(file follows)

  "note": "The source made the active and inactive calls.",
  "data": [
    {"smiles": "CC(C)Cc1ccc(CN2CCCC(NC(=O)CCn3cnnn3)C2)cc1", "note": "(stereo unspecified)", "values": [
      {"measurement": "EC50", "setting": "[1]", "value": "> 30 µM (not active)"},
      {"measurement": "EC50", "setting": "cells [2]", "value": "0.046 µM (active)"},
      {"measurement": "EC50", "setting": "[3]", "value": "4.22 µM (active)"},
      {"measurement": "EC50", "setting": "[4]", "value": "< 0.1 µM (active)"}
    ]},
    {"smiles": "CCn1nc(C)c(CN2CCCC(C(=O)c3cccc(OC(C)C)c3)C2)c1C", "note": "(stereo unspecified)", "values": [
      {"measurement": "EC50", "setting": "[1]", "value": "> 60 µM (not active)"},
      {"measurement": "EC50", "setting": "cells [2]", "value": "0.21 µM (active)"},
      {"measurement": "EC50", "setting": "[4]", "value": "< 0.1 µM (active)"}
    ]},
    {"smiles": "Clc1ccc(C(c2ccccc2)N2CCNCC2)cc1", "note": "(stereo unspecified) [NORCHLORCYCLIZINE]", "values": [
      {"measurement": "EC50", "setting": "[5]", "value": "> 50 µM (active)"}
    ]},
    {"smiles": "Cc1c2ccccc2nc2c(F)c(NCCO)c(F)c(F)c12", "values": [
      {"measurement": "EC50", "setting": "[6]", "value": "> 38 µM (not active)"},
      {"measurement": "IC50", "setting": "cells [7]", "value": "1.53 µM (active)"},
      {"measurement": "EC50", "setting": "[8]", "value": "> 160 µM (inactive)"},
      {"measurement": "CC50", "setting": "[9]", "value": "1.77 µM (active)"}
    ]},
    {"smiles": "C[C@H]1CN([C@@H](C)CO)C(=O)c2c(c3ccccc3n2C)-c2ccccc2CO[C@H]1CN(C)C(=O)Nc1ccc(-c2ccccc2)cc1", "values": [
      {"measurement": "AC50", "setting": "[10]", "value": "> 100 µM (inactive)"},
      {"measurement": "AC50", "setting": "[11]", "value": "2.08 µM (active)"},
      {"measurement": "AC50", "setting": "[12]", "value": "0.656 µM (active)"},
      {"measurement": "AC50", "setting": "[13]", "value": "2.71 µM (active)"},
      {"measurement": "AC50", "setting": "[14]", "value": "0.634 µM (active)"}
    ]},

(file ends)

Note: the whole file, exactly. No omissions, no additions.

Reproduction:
  "note": "The source made the active and inactive calls.",
  "data": [
    {"smiles": "CC(C)Cc1ccc(CN2CCCC(NC(=O)CCn3cnnn3)C2)cc1", "note": "(stereo unspecified)", "values": [
      {"measurement": "EC50", "setting": "[1]", "value": "> 30 µM (not active)"},
      {"measurement": "EC50", "setting": "cells [2]", "value": "0.046 µM (active)"},
      {"measurement": "EC50", "setting": "[3]", "value": "4.22 µM (active)"},
      {"measurement": "EC50", "setting": "[4]", "value": "< 0.1 µM (active)"}
    ]},
    {"smiles": "CCn1nc(C)c(CN2CCCC(C(=O)c3cccc(OC(C)C)c3)C2)c1C", "note": "(stereo unspecified)", "values": [
      {"measurement": "EC50", "setting": "[1]", "value": "> 60 µM (not active)"},
      {"measurement": "EC50", "setting": "cells [2]", "value": "0.21 µM (active)"},
      {"measurement": "EC50", "setting": "[4]", "value": "< 0.1 µM (active)"}
    ]},
    {"smiles": "Clc1ccc(C(c2ccccc2)N2CCNCC2)cc1", "note": "(stereo unspecified) [NORCHLORCYCLIZINE]", "values": [
      {"measurement": "EC50", "setting": "[5]", "value": "> 50 µM (active)"}
    ]},
    {"smiles": "Cc1c2ccccc2nc2c(F)c(NCCO)c(F)c(F)c12", "values": [
      {"measurement": "EC50", "setting": "[6]", "value": "> 38 µM (not active)"},
      {"measurement": "IC50", "setting": "cells [7]", "value": "1.53 µM (active)"},
      {"measurement": "EC50", "setting": "[8]", "value": "> 160 µM (inactive)"},
      {"measurement": "CC50", "setting": "[9]", "value": "1.77 µM (active)"}
    ]},
    {"smiles": "C[C@H]1CN([C@@H](C)CO)C(=O)c2c(c3ccccc3n2C)-c2ccccc2CO[C@H]1CN(C)C(=O)Nc1ccc(-c2ccccc2)cc1", "values": [
      {"measurement": "AC50", "setting": "[10]", "value": "> 100 µM (inactive)"},
      {"measurement": "AC50", "setting": "[11]", "value": "2.08 µM (active)"},
      {"measurement": "AC50", "setting": "[12]", "value": "0.656 µM (active)"},
      {"measurement": "AC50", "setting": "[13]", "value": "2.71 µM (active)"},
      {"measurement": "AC50", "setting": "[14]", "value": "0.634 µM (active)"}
    ]},